Car Buying

Buying a Used Car: Is a Mechanical Inspection Necessary?

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author photo by Doug DeMuro December 2013

Most shoppers who consider buying a used car take the same steps. First, they read reviews. Then, they find a car online. After a short test drive and some negotiation, they're usually driving home in the vehicle they want. But should used car shoppers consider a mechanical inspection before they sign the papers? We think so, and we've outlined our reasons below.

Hidden Problems

While a simple test drive is a nice way to get a feel for a car, it's no replacement for a true inspection from a certified mechanic. Dozens of problems, even expensive ones, can be hidden on a test drive and not discovered until much later. That's why we recommend getting an inspection on nearly any used car, though we might be willing to make an exception for certified pre-owned vehicles with manufacturer-backed warranties. Otherwise, the inspection process is vital, even though many shoppers avoid it due to cost or hassle. But inspections may not be as expensive, or as much of a hassle, as you might think.

Worth the Cost

Cost is a major reason shoppers don't consider an inspection. After all, a thorough inspection can be $200 or more, and if no issues are found, many shoppers might view that money as wasted.

But the potential downside can be far worse. Take it from someone who's been there: I recently spent over $300 for a full inspection of an out-of-state used car that looked great in photos. In the shop, however, it was discovered that the car needed more than $4,000 in engine work. In that case, the inspection was certainly worth every penny, even though I didn't end up buying the car. Sure, I lost the money, but I would've spent much more if I had completed the deal without getting the inspection.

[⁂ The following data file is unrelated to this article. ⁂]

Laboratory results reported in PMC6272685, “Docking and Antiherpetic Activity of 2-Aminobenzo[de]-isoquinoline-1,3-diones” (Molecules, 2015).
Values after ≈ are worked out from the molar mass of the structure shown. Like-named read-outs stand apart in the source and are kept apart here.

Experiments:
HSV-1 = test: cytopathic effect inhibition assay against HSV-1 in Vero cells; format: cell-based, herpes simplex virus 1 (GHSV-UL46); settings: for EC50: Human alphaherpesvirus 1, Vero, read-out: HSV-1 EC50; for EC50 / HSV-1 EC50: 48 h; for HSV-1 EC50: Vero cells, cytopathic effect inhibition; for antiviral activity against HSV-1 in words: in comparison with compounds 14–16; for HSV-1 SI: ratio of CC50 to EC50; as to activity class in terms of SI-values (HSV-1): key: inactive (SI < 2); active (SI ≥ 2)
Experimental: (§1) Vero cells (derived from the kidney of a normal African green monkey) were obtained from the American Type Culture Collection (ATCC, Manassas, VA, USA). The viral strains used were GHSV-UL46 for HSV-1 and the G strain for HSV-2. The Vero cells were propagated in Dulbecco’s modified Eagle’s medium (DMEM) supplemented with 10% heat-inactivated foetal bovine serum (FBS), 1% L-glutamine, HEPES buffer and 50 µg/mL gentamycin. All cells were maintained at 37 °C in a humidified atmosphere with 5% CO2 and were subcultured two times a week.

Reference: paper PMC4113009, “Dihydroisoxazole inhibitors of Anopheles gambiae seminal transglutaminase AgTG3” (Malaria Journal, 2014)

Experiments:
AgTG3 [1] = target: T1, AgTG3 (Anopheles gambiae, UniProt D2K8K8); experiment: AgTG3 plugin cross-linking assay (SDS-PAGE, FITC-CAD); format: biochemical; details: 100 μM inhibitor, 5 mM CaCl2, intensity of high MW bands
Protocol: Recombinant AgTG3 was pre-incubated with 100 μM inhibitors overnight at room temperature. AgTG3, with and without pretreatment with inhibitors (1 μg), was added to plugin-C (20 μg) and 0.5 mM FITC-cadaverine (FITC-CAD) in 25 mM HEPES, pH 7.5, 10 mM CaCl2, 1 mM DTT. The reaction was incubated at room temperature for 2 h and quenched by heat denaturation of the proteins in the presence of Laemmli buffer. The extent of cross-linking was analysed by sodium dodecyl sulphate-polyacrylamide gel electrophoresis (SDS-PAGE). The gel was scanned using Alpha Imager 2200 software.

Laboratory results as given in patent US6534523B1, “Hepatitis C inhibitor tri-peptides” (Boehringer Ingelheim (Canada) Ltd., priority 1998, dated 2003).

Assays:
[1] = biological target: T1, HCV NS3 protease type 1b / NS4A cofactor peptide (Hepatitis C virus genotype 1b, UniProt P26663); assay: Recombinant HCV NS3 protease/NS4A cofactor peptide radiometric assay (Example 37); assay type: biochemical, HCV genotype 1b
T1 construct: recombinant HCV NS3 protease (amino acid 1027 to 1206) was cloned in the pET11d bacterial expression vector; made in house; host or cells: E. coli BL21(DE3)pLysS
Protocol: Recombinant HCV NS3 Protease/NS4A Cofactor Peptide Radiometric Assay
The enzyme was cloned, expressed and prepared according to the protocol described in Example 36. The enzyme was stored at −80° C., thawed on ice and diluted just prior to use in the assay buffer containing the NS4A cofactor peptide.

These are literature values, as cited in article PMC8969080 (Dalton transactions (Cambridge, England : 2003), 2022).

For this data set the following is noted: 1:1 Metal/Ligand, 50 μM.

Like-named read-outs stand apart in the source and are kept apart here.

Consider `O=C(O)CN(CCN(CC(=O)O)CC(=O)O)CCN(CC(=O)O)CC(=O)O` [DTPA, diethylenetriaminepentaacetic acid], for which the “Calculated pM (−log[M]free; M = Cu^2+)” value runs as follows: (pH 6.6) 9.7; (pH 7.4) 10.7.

Inspection Process: Not a Huge Hassle

Another reason many shoppers don't get cars inspected is that they're concerned about the hassle of doing so. After all, you have to get the car away from the seller for a period of time, pay a mechanic to look at it and then return it to the seller -- all while trying to fit in commuting to work, taking your kids to school and other activities.

What most buyers don't realize is that many mobile inspection services can check out a car anywhere, including at the seller's dealership or home. Better yet, if the potential buyer coordinates the inspection timing with the seller, the buyer doesn't need to be present for the inspection. While a mobile inspection may cost a little more than a traditional mechanic, it saves considerable time and hassle in the process.

The only problem: If you're considering a specialized vehicle, such as a unique luxury or sports car, you may want a specialist mechanic to take a look at it. Such mechanics are rarely mobile, which means you'll have to bring the car to them. But an inspection is even more important for high-end sports cars and luxury vehicles, as they can have especially high repair bills if something isn't right.

Not Perfect

It's important to remember that no inspection is perfect, and that some issues may still crop up after buying a used car. But in our opinion, you can significantly reduce the risk of those issues with an inspection from a trained mechanic. Yes, an inspection will certainly cost a little money, and it might be a slight hassle. But it could save you from an even bigger hassle, and spending more money, in the future.

This image is a stock photo and is not an exact representation of any vehicle offered for sale. Advertised vehicles of this model may have styling, trim levels, colors and optional equipment that differ from the stock photo.
Buying a Used Car: Is a Mechanical Inspection Necessary? - Autotrader